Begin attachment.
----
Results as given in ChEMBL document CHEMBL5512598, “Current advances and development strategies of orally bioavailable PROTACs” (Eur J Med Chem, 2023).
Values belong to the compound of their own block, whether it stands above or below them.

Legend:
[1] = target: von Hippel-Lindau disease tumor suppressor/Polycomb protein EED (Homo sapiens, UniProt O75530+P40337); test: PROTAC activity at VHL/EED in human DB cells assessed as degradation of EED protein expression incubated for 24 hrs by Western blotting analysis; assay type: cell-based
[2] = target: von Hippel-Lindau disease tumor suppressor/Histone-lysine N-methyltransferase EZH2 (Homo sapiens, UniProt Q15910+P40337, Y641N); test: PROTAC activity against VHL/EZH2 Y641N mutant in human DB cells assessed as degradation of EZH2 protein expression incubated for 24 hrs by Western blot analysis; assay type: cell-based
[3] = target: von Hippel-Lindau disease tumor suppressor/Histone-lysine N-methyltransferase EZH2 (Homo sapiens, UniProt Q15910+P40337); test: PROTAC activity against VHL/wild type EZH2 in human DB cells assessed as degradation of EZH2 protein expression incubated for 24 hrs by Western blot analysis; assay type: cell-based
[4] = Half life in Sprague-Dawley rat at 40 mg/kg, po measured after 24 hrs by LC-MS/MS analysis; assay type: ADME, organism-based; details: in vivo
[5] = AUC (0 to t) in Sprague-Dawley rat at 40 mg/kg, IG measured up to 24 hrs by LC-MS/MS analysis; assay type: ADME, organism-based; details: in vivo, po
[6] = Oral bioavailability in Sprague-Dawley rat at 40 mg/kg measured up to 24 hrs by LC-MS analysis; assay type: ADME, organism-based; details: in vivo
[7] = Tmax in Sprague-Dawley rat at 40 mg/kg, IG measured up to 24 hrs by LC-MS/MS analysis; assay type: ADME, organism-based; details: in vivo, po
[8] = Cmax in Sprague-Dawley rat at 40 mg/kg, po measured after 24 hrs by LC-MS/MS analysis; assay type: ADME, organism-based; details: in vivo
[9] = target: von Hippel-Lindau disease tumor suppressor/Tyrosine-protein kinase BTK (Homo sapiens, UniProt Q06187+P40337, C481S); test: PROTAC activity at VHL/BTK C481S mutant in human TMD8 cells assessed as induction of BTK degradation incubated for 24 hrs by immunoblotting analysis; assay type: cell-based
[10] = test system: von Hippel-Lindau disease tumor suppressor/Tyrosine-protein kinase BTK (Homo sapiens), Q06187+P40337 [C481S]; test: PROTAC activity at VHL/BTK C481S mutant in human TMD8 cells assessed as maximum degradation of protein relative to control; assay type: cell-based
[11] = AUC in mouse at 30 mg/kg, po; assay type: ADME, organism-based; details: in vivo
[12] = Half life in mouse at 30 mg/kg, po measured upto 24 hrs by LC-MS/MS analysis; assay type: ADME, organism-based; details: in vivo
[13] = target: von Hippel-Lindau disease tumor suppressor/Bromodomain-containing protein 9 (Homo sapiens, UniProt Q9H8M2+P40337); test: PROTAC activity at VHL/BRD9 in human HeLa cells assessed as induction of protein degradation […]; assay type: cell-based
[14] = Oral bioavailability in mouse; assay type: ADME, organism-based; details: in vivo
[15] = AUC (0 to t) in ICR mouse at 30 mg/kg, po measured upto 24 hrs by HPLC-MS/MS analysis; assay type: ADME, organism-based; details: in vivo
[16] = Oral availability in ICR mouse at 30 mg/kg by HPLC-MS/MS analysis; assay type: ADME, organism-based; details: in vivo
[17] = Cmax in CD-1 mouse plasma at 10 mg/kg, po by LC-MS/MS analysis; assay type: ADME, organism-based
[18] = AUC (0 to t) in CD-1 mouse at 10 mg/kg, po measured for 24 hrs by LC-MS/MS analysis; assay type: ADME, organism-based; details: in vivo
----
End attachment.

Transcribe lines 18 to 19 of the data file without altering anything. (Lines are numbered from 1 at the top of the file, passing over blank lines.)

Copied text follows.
[15] = AUC (0 to t) in ICR mouse at 30 mg/kg, po measured upto 24 hrs by HPLC-MS/MS analysis; assay type: ADME, organism-based; details: in vivo
[16] = Oral availability in ICR mouse at 30 mg/kg by HPLC-MS/MS analysis; assay type: ADME, organism-based; details: in vivo